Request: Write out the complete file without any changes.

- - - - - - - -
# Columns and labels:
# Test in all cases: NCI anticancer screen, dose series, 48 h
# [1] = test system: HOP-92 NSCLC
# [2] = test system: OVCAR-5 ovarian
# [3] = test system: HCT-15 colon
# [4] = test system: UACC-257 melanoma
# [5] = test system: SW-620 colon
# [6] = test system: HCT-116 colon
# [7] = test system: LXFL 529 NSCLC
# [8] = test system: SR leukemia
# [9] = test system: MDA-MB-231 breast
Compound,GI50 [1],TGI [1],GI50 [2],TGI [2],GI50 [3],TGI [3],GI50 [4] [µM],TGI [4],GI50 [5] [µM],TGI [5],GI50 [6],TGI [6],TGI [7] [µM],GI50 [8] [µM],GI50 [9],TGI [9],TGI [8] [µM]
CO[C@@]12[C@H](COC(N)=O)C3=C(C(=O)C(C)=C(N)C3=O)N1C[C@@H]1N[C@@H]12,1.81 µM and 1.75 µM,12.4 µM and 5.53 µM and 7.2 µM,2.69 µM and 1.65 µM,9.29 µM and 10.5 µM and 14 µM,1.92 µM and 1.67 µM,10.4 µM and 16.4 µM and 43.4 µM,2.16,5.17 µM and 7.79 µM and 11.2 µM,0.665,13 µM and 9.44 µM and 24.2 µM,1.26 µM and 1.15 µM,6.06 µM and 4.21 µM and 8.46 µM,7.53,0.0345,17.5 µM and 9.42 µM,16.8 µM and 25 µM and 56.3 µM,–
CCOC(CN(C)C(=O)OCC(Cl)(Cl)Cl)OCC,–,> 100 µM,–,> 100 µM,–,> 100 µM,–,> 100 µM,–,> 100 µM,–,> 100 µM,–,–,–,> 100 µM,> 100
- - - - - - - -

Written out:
# Columns and labels:
# Test in all cases: NCI anticancer screen, dose series, 48 h
# [1] = test system: HOP-92 NSCLC
# [2] = test system: OVCAR-5 ovarian
# [3] = test system: HCT-15 colon
# [4] = test system: UACC-257 melanoma
# [5] = test system: SW-620 colon
# [6] = test system: HCT-116 colon
# [7] = test system: LXFL 529 NSCLC
# [8] = test system: SR leukemia
# [9] = test system: MDA-MB-231 breast
Compound,GI50 [1],TGI [1],GI50 [2],TGI [2],GI50 [3],TGI [3],GI50 [4] [µM],TGI [4],GI50 [5] [µM],TGI [5],GI50 [6],TGI [6],TGI [7] [µM],GI50 [8] [µM],GI50 [9],TGI [9],TGI [8] [µM]
CO[C@@]12[C@H](COC(N)=O)C3=C(C(=O)C(C)=C(N)C3=O)N1C[C@@H]1N[C@@H]12,1.81 µM and 1.75 µM,12.4 µM and 5.53 µM and 7.2 µM,2.69 µM and 1.65 µM,9.29 µM and 10.5 µM and 14 µM,1.92 µM and 1.67 µM,10.4 µM and 16.4 µM and 43.4 µM,2.16,5.17 µM and 7.79 µM and 11.2 µM,0.665,13 µM and 9.44 µM and 24.2 µM,1.26 µM and 1.15 µM,6.06 µM and 4.21 µM and 8.46 µM,7.53,0.0345,17.5 µM and 9.42 µM,16.8 µM and 25 µM and 56.3 µM,–
CCOC(CN(C)C(=O)OCC(Cl)(Cl)Cl)OCC,–,> 100 µM,–,> 100 µM,–,> 100 µM,–,> 100 µM,–,> 100 µM,–,> 100 µM,–,–,–,> 100 µM,> 100